Using Finlay's numbers that means buying organic lettuce for a year would cost $208 while growing it hydroponically would save you $90 in the first year and $190 each year after that.  It would mean growing 5.2 crops per year, each crop of 36 heads of lettuce lasting 70 days.  If you figure it by the head you save even more: 5.2 crops times 36 heads per crop is 187 heads of lettuce times $4 is $748, which represents a savings of $630 in the first year and $730 per year after that.

"If you are growing things like tomatoes they have a much longer cycle and they consume more nutrients," he notes.  "So greens are cheaper.  With tomatoes you still make out, and the plant lasts longer.  In a 3x3 tent three years ago we had six small pepper plants that constantly produced peppers with a 190 watt florescent light turned on twelve hours a day.  After ten months we harvested 202 full sized green peppers off of those plants."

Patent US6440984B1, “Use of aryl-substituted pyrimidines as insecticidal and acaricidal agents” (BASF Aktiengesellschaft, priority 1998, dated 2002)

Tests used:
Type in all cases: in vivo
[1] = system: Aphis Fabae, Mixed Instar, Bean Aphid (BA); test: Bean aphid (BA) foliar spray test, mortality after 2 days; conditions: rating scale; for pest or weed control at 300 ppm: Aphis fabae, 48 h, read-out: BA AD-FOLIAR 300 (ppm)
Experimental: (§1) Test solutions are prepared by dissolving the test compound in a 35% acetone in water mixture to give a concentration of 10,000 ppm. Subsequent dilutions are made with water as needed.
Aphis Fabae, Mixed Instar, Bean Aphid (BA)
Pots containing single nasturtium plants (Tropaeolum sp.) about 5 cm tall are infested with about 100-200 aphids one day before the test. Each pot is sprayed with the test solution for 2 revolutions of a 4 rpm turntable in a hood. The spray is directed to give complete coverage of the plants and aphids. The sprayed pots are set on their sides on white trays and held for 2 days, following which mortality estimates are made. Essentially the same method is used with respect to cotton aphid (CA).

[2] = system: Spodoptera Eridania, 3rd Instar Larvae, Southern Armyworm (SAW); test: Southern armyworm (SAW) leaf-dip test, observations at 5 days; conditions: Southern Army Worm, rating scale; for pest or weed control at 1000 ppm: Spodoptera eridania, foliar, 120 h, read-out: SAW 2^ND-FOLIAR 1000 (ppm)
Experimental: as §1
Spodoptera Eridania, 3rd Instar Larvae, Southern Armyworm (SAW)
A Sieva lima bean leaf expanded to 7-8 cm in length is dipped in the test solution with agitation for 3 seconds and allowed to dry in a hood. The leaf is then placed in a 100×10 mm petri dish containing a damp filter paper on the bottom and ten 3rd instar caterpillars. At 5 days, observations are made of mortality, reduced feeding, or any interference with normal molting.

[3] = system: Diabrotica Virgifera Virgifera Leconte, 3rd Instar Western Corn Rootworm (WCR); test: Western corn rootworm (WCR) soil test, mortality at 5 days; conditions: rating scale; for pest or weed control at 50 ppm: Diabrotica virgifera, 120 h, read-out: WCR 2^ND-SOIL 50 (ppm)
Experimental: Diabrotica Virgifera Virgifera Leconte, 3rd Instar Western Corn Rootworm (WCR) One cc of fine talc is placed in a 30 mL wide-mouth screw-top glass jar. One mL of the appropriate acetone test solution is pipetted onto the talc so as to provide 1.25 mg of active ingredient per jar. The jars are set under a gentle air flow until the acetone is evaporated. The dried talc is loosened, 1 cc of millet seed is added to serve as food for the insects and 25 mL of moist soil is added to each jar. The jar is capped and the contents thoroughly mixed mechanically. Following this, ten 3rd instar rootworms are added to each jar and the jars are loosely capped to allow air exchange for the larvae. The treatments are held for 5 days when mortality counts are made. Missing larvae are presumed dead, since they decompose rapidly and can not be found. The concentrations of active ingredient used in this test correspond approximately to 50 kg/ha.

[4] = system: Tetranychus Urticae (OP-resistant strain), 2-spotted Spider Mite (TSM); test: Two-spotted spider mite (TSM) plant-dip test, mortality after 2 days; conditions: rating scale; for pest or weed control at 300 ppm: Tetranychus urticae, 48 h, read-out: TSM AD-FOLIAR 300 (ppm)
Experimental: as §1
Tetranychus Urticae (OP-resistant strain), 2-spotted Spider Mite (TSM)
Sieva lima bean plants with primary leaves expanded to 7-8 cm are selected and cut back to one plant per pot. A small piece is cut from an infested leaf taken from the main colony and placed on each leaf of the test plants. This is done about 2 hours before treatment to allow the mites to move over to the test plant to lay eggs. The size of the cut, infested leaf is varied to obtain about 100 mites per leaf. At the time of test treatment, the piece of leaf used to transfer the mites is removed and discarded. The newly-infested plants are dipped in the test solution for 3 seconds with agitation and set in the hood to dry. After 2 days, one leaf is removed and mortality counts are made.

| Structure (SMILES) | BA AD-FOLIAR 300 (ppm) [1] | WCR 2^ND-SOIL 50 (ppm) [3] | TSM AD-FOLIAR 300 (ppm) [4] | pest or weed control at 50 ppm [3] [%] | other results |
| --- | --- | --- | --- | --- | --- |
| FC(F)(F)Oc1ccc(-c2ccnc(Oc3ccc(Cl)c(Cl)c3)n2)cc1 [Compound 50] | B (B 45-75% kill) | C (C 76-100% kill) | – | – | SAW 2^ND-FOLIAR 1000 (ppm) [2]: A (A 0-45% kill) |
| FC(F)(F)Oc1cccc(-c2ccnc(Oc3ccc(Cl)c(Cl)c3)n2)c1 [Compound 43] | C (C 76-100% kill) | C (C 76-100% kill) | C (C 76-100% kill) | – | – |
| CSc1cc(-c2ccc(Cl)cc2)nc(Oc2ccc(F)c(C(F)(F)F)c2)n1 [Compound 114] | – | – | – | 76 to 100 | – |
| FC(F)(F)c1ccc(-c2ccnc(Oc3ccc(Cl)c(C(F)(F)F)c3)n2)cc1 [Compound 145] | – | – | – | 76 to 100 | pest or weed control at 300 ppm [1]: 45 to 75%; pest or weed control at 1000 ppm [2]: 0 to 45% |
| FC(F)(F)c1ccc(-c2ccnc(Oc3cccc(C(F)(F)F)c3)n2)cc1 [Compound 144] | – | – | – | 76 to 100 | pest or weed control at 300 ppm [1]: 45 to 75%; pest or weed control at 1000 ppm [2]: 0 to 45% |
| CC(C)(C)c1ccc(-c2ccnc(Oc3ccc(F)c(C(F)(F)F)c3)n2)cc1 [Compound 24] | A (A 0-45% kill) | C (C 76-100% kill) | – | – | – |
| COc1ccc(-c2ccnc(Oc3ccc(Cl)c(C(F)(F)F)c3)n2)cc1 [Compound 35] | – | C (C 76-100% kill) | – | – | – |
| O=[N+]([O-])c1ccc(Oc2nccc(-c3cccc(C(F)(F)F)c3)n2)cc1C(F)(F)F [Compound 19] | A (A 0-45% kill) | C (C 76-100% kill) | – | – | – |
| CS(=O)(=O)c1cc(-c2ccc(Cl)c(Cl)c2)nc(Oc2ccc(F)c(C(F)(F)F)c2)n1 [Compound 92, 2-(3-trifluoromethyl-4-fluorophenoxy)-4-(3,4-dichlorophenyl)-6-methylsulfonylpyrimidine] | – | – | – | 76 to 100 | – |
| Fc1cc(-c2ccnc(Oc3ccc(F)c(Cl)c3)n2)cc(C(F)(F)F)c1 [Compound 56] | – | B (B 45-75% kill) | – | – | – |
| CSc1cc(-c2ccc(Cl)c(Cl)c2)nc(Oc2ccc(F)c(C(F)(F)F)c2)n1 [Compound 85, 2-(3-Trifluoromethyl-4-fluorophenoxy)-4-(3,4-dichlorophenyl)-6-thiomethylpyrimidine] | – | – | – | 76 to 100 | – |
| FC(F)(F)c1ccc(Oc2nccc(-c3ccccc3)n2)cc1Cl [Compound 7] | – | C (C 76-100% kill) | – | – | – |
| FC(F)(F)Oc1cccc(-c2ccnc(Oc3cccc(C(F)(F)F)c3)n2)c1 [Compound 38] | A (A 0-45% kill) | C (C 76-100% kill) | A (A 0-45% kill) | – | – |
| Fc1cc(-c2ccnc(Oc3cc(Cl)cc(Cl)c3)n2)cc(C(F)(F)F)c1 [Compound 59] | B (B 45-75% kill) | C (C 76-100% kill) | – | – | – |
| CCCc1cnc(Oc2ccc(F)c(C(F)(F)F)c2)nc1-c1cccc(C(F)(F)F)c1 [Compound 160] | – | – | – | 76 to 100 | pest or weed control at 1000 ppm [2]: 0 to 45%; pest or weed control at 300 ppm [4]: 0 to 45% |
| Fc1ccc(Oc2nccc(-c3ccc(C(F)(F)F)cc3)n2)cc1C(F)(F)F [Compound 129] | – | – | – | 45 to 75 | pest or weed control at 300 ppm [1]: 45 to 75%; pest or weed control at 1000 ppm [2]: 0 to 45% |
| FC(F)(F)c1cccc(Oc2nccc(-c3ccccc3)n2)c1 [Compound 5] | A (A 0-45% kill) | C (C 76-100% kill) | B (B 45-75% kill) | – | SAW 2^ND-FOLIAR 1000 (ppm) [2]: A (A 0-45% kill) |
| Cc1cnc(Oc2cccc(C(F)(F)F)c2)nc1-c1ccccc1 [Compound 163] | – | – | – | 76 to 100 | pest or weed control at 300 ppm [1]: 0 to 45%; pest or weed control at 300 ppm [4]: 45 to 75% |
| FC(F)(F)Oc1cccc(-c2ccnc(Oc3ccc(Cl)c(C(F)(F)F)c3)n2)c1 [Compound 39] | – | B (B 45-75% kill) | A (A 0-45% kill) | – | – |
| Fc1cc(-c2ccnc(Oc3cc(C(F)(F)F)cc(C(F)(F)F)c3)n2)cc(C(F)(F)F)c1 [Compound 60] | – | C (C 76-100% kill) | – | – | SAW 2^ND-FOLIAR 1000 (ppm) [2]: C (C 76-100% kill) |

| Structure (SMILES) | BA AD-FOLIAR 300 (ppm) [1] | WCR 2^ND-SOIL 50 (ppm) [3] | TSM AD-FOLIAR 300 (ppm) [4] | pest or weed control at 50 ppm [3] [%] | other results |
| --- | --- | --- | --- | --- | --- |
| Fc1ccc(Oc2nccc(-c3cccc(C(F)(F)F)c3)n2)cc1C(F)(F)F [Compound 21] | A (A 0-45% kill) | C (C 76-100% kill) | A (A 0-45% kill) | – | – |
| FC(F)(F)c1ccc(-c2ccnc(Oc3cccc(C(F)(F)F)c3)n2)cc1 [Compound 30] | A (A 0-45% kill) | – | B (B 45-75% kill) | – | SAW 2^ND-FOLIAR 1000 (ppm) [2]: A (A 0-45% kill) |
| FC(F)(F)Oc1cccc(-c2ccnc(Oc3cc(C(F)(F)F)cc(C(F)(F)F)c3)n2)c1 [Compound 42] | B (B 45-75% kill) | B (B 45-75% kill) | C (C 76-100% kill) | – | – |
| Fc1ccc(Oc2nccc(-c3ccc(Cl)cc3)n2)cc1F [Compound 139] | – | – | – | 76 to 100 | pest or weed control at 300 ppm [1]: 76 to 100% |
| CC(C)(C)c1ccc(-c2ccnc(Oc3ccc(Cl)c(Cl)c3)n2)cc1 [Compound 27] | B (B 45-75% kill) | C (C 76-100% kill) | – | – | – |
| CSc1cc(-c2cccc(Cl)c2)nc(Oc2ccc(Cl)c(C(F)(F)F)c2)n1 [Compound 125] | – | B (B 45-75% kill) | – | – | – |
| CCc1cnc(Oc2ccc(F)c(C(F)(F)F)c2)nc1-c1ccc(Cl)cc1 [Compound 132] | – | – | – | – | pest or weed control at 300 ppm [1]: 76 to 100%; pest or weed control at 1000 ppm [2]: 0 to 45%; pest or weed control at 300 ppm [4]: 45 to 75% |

hsa_tarajonTara and Jon Finlay

Finlay grew up in Ithaca.  By the time he turned 18 he knew he wanted to work in the food industry, hoping to own a restaurant.  He made pizza for many years and ran a shop in Collegetown.  He then worked at Regional Access, a natural, organic and gourmet food distributorship in Trumansburg.  Then he became a computer technician.  He met his wife Tara when they both worked at Clarity Connect.

Tara grew up in Waverly.  She worked at a newspaper as a court reporter for years, then computer technology.  After Clarity Connect they moved to Boston to do IT work, and eventually came back to Ithaca where Jon worked at Cornell.  But Jon missed food work, and when the opportunity came along he bought into Hydroponic Shops of America, which also has locations in Syracuse and Albany.